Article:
Though I had been told that I would very likely experience a “medical menopause” due to chemotherapy, my period persisted through the first few months of chemo treatment. It was hellish, with such excessive bleeding that even a large maxi-pad and regular changing of super-plus sized tampons every 20-30 minutes did not prevent me from seeping right through my clothing.

The cramping was the worst I had ever experienced. It was the last thing I needed when I was already dealing with the chemo.

At our next appointment, I told my oncologist how miserable I was and I practically begged for a hysterectomy. I didn’t care about anything else but ridding myself of those awful periods. Having known a brief respite during my years on the Pill, the thought of the next 20-odd years with no relief was too much to take. If I couldn’t have a hysterectomy, I told the oncologist, I would start taking the oral contraceptive again — hormone receptors be damned.

Fortunately, though, the oncologist reassured me that there were other, less drastic ways of managing the pain, and referred me to the hospital’s gynecology team.

By Natracare on Unsplash

Finding a solution and finally making peace with my period

After some scans and investigations, the gynecologist prescribed me two medications to help manage my heavy, painful periods; Mefanemic acid and Tranexamic acid.

Mefanemic acid is a NSAID that reduces the amount of prostaglandin produced in the body, thereby lessening the uterine cramping and thus, the pain. Tranexamic acid is used to treat excessive blood loss, and this can not only help with heavy periods but also slightly lessens the severity of the uterine contractions.

Using these medications brought me a much lighter flow and less pain during my subsequent period, and I can’t begin to describe the relief. But then, lo and behold, my period suddenly vanished, a result of the cytotoxic chemicals built up in my system from the chemotherapy.

Despite all the years of pain and misery it had caused me, I found myself mourning the loss of my period very acutely.

Though I had never wanted children and was always unlikely to be able to conceive anyway (due to congenital and endocrine issues), I found myself lamenting the sudden end of my fertility, such as it was.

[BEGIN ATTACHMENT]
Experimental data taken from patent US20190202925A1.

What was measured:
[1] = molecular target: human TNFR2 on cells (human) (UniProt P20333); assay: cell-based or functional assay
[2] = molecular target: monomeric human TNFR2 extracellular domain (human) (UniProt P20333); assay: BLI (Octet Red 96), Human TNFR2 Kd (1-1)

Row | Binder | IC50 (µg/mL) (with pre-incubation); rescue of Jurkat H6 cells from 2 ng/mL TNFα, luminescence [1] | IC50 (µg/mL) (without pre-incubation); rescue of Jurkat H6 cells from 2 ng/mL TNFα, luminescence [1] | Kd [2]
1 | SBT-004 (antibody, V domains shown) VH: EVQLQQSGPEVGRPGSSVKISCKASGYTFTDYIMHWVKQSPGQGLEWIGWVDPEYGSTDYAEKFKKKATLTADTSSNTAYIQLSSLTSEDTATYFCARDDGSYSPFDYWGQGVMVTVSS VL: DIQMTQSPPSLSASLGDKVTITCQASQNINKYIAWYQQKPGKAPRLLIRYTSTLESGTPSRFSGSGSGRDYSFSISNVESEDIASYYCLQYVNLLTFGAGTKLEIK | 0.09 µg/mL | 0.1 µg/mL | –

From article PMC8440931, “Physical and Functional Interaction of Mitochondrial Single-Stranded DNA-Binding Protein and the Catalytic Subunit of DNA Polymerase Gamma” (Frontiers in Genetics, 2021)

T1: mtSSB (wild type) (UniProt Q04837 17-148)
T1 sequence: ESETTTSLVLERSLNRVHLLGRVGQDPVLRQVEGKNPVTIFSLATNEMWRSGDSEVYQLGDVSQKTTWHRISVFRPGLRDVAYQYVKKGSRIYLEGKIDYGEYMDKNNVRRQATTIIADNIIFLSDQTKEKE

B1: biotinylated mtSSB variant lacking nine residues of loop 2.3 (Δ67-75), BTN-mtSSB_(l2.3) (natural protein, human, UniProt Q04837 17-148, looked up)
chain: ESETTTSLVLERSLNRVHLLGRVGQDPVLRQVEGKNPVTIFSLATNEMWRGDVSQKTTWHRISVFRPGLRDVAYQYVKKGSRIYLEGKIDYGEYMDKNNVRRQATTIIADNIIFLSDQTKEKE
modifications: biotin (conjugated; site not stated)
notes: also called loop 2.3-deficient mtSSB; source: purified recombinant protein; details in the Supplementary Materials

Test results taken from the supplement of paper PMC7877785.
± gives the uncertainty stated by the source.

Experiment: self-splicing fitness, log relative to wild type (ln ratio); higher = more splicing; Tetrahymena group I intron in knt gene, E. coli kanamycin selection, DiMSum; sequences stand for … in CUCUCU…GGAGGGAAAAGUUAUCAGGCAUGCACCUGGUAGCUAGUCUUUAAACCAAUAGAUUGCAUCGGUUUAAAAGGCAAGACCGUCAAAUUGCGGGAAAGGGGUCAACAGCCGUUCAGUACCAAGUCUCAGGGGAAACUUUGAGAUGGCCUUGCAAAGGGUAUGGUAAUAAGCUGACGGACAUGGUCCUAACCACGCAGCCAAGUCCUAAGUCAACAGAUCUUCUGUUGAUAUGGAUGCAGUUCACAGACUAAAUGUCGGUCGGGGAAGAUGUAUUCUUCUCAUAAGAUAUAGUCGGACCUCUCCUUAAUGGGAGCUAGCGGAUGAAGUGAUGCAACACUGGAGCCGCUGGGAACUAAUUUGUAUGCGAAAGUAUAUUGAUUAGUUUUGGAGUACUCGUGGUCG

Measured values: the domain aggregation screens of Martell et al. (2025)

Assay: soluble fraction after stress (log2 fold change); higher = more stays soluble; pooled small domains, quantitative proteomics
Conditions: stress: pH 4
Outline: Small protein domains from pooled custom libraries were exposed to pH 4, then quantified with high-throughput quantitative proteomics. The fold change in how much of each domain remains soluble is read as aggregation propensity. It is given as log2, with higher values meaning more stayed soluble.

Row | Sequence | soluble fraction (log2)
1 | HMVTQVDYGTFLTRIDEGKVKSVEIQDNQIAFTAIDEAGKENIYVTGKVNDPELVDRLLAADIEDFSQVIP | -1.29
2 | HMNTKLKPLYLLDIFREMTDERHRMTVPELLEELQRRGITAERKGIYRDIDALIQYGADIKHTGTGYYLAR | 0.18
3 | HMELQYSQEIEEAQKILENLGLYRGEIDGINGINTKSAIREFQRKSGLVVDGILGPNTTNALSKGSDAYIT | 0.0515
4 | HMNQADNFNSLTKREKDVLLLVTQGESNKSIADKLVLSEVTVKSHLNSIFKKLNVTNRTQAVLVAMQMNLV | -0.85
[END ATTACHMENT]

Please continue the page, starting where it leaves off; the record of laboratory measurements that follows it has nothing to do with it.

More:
Not only that, but I discovered to my great surprise that I actually missed that monthly shedding and the more enjoyable aspects I associated with it: connectedness to the tides, the moon, and nature; a cyclical shedding and the resulting sense of rebirth, like a snake shedding its skin to emerge shiny and bright once more.

The sudden cessation of this process that had been such an integral part of my life for decades was jarring. With prescription medication, I had finally found a way to make peace with my period. I hadn’t been ready to say goodbye to it just yet.

My period returned like magic a few months after my chemo and radiotherapy finished, and I cried when I saw that blood again. But this time, it was not the tears associated with pain and copious amounts of blood loss, nor the tears of frustration at how my plans for the coming week would be disrupted. They were, I realized, tears of joy at seeing once more an old friend that I’d thought I’d lost for good, just when we had found a way to resolve our long-standing differences.

Nowadays, though my cycle can go a little haywire from time to time, I have a good relationship with my period. I don’t even have to take the medications very often. I don’t know if that is due to post-cancer changes to my body chemistry, a natural physiological process such as peri-menopause, or even the psycho-physical effect of my altered relationship with my menstrual cycle. Whatever the cause, I am grateful for it, and I no longer feel any hate nor any fear towards my period.

©️ Jupiter Grant 2021


If you regularly experience severe menstrual cramping and/or excessive bleeding, speak to your doctor or gynecologist. Don’t let embarrassment, stigma, or a sense of frustrated resignation keep you in a state of monthly misery. Ask for help.


About the author

Jupiter Grant

Writer, Poet, Narrator, Audiobook Producer, Freelancer.

As you may have guessed, Jupiter Grant is my nom de plume. I’m a purveyor of fiction, poetry, pop culture, and whatever else takes my fancy on any given day.